- Pricing and telematics lead the charge as insurtech patents jump 40pc
- FCA puts general insurance pricing practices under review
- Volvo and Baidu reach agreement to produce autonomous vehicles
- Cyber and D&O exposures increasingly intertwined, Airmic report finds
- Arch selects Touchstone for cat risk modelling
Marsh adds natcat data to Risk Map suite
Written by staff reporter
Marsh and CS STARS are adding a natural catastrophe risk map to its NAT CAT Pack. Launched in 2011, the NAT CAT Pack suite of services includes access to NATHAN, Munich Re’s GeoSpatial Solutions’ natural hazards risks database.
The NAT CAT Risk Map expands upon traditional risk management information systems and enables users to record their global risk exposures on a single interactive map. Users can then analyse their accumulative property and natural catastrophe hazard risks across their entire asset portfolios, including suppliers’ locations.
Businesses are under mounting pressure from insurers to manage their global supply chain and property risk exposures more aggressively, amid greater underwriting scrutiny following heavy losses sustained as a result of increasingly frequent and severe natural catastrophe events.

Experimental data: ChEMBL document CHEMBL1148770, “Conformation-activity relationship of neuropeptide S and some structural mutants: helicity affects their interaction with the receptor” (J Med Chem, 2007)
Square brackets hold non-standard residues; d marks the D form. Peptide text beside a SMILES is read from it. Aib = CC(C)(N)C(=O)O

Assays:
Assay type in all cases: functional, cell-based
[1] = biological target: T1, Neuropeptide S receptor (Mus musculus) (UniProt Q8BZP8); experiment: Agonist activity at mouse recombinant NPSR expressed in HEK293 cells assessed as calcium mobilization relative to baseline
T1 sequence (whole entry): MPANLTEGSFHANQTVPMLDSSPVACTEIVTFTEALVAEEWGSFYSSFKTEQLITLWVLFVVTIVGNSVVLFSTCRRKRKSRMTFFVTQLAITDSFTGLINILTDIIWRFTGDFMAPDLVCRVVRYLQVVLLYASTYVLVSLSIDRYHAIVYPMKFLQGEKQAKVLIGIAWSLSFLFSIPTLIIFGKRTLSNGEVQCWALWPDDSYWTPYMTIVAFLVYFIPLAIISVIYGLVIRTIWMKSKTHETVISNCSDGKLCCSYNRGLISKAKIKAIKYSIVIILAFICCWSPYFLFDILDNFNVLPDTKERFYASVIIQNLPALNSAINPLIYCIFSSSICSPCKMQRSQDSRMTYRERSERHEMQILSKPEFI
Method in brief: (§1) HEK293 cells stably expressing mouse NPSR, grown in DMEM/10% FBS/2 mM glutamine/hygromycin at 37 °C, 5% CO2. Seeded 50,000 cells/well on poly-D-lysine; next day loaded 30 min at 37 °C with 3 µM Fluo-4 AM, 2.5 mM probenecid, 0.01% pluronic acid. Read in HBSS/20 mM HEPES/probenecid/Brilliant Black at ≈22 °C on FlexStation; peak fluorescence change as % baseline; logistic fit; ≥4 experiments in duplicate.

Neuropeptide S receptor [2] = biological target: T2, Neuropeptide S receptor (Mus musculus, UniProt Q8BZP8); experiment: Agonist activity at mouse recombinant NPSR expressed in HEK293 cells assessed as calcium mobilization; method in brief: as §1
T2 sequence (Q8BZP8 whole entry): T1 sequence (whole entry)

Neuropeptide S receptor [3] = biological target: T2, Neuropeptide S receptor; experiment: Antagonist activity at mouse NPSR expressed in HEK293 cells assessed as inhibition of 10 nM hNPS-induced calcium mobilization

“Accurate natural catastrophe information is of paramount importance in determining risk mitigation, risk transfer and financing strategies," says Caroline Woolley, leader of Marsh’s property practice in EMEA. "However, many modelling exercises are likely to be flawed from the outset, if firms fail to provide all the appropriate data and fully determine the precise nature and location of the natural catastrophe risks they face across their value chains globally.
“As well as having a negative impact on their risk management strategies, this may adversely affect insurance premiums at a time when businesses cannot afford to lose revenue. The NAT CAT Risk Map, as part of Marsh’s NAT CAT Pack, puts clients firmly back in the driving seat during renewal negotiations and should be the first step in establishing a best practice approach to managing natural catastrophe risks more effectively.”